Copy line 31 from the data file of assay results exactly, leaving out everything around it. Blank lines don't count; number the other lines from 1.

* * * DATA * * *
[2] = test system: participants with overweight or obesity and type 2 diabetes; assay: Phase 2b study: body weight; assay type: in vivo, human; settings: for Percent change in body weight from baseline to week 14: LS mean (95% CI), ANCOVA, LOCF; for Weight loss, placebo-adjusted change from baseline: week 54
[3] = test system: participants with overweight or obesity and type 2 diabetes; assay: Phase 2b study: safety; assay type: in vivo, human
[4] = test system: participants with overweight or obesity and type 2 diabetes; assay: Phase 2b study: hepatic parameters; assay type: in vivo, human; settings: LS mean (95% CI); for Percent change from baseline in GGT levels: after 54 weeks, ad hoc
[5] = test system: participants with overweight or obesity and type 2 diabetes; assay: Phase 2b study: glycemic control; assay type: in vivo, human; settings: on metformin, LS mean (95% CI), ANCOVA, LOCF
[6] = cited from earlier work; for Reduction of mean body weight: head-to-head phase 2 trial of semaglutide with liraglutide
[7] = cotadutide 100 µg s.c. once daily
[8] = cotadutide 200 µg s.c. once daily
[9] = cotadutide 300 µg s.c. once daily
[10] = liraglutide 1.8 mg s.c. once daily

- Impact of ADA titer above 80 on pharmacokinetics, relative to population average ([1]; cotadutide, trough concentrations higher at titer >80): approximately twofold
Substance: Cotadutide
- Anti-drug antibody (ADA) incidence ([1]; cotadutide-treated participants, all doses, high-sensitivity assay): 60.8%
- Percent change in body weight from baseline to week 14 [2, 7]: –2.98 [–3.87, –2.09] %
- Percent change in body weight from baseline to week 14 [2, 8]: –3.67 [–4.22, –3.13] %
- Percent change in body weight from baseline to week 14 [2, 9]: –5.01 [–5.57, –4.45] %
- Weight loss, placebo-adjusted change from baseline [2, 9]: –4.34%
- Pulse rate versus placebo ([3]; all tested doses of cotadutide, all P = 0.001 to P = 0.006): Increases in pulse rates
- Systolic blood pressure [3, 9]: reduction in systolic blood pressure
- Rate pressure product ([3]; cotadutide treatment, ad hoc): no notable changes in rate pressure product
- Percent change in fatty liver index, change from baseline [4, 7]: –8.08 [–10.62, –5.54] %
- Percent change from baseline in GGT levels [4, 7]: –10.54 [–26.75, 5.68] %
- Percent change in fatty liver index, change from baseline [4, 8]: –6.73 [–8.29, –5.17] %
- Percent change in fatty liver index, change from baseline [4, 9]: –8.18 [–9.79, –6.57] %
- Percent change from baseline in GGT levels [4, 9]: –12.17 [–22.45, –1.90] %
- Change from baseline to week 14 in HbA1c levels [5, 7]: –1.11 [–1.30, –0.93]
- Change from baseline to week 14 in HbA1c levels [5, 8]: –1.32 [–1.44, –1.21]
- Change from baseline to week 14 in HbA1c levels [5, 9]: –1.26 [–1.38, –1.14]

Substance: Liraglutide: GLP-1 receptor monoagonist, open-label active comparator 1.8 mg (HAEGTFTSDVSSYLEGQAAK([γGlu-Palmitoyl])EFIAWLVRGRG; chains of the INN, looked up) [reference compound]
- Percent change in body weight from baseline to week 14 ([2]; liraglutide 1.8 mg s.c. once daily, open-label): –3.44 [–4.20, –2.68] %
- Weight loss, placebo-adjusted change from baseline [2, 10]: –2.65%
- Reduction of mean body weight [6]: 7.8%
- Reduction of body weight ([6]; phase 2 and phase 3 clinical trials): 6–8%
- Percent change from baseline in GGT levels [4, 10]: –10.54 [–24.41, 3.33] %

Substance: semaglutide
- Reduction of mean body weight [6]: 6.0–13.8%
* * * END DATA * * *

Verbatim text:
- Reduction of mean body weight [6]: 7.8%